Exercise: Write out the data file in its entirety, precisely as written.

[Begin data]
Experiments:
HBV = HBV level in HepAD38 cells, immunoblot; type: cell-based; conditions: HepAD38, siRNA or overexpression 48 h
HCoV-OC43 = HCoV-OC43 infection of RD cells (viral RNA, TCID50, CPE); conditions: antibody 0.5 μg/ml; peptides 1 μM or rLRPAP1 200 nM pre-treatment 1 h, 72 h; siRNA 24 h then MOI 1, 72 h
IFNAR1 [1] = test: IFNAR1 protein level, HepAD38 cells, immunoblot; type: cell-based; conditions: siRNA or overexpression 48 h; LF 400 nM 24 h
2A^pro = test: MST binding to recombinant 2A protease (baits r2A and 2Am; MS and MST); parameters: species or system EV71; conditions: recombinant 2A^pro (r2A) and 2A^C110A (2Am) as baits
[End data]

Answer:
Experiments:
HBV = HBV level in HepAD38 cells, immunoblot; type: cell-based; conditions: HepAD38, siRNA or overexpression 48 h
HCoV-OC43 = HCoV-OC43 infection of RD cells (viral RNA, TCID50, CPE); conditions: antibody 0.5 μg/ml; peptides 1 μM or rLRPAP1 200 nM pre-treatment 1 h, 72 h; siRNA 24 h then MOI 1, 72 h
IFNAR1 [1] = test: IFNAR1 protein level, HepAD38 cells, immunoblot; type: cell-based; conditions: siRNA or overexpression 48 h; LF 400 nM 24 h
2A^pro = test: MST binding to recombinant 2A protease (baits r2A and 2Am; MS and MST); parameters: species or system EV71; conditions: recombinant 2A^pro (r2A) and 2A^C110A (2Am) as baits